At the end of the day…
So what would I tell a client who was wondering which to choose? I would conclude that both yoga and Pilates are forms of exercise that can be modified to work well for pregnant women.
One major difference between the two is that although Pilates requires the movements to be performed mindfully and this has some psychological and relaxation benefits, the focus is more on physical exercise. Yoga on the other hand has a spiritual aspect to it and a slightly more holistic focus.
For all clients I would recommend a qualified pregnancy specific instructor. For those concerned about pain or injury I would recommend an Iyengar instructor in yoga or a clinical Pilates instructor (usually a qualified health professional).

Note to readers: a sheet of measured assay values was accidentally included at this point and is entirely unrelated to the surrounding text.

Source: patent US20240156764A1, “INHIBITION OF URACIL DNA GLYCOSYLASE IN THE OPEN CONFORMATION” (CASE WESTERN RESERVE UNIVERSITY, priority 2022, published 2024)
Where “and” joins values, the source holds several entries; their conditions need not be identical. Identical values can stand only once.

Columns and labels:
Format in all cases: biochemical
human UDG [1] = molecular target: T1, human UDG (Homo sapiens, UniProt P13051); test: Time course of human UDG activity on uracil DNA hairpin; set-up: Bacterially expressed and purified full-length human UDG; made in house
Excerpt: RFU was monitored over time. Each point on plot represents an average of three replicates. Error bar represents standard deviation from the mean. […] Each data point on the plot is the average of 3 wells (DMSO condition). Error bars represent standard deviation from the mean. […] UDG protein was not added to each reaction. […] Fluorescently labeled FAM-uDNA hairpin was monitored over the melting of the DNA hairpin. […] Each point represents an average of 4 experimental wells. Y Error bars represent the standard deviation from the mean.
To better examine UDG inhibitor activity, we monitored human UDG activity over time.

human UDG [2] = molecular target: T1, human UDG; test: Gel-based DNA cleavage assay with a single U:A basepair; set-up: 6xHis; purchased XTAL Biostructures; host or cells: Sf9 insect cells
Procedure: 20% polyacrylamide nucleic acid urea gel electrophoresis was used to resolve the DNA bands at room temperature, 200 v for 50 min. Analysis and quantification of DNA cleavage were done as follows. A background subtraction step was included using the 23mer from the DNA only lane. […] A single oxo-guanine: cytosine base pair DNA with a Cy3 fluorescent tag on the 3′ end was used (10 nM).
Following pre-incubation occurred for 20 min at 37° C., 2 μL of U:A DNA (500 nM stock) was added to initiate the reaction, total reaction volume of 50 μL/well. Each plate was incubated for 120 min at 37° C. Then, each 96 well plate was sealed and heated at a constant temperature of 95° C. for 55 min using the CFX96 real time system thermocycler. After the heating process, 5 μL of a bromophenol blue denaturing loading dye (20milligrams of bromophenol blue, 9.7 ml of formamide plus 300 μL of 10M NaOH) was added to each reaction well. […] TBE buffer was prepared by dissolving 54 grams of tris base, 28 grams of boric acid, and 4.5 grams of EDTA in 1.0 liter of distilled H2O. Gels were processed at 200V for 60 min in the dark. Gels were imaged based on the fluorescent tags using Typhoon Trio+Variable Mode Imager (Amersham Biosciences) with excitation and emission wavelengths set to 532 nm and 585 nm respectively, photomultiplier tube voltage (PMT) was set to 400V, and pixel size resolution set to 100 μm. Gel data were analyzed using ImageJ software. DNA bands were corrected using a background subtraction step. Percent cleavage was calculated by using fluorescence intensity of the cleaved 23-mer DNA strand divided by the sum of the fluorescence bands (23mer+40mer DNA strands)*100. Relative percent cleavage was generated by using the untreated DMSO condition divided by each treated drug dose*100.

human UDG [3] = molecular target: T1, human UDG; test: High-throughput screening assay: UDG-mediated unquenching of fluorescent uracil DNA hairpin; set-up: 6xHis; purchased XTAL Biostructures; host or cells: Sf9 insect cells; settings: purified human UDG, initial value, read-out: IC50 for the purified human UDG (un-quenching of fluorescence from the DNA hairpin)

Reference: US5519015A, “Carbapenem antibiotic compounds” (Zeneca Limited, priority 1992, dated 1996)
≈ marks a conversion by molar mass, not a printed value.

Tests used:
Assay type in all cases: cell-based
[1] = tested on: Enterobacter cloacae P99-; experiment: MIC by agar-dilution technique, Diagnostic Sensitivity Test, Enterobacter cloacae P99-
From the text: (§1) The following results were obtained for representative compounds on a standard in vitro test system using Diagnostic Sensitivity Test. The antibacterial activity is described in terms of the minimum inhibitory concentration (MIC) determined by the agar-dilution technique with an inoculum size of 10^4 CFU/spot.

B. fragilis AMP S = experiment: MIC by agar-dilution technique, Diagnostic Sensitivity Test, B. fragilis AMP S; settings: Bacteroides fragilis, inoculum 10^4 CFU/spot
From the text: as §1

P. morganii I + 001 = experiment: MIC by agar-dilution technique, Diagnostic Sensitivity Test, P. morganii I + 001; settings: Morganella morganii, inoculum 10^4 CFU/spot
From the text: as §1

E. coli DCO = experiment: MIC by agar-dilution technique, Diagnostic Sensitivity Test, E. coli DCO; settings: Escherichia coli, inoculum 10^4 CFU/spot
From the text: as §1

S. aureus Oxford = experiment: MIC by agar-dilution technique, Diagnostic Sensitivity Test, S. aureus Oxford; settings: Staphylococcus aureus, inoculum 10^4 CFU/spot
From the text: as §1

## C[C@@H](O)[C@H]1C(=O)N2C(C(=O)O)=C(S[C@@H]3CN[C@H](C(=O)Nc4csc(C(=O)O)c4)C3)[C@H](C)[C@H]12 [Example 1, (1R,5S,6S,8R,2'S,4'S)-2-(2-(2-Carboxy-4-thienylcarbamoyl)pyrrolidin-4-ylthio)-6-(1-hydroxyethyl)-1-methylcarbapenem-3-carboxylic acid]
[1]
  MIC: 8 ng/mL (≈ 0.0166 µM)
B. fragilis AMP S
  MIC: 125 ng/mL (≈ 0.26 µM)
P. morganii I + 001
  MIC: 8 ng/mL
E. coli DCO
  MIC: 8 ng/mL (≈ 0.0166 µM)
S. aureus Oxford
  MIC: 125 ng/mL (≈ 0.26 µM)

While yoga is ahead in terms of the research confirming its benefits during pregnancy, it is very likely that when taught well and modified for pregnancy, both yoga and Pilates can assist women to learn about their body and movement in a way that can help them through the stress and changes of pregnancy and strain of labour and delivery.
|OHbaby! fitness expert Renée Vincent is a physiotherapist at Total Mums in Auckland and mum.|
AS FEATURED IN ISSUE 24 OF OHbaby! MAGAZINE. CHECK OUT OTHER ARTICLES IN THIS ISSUE BELOW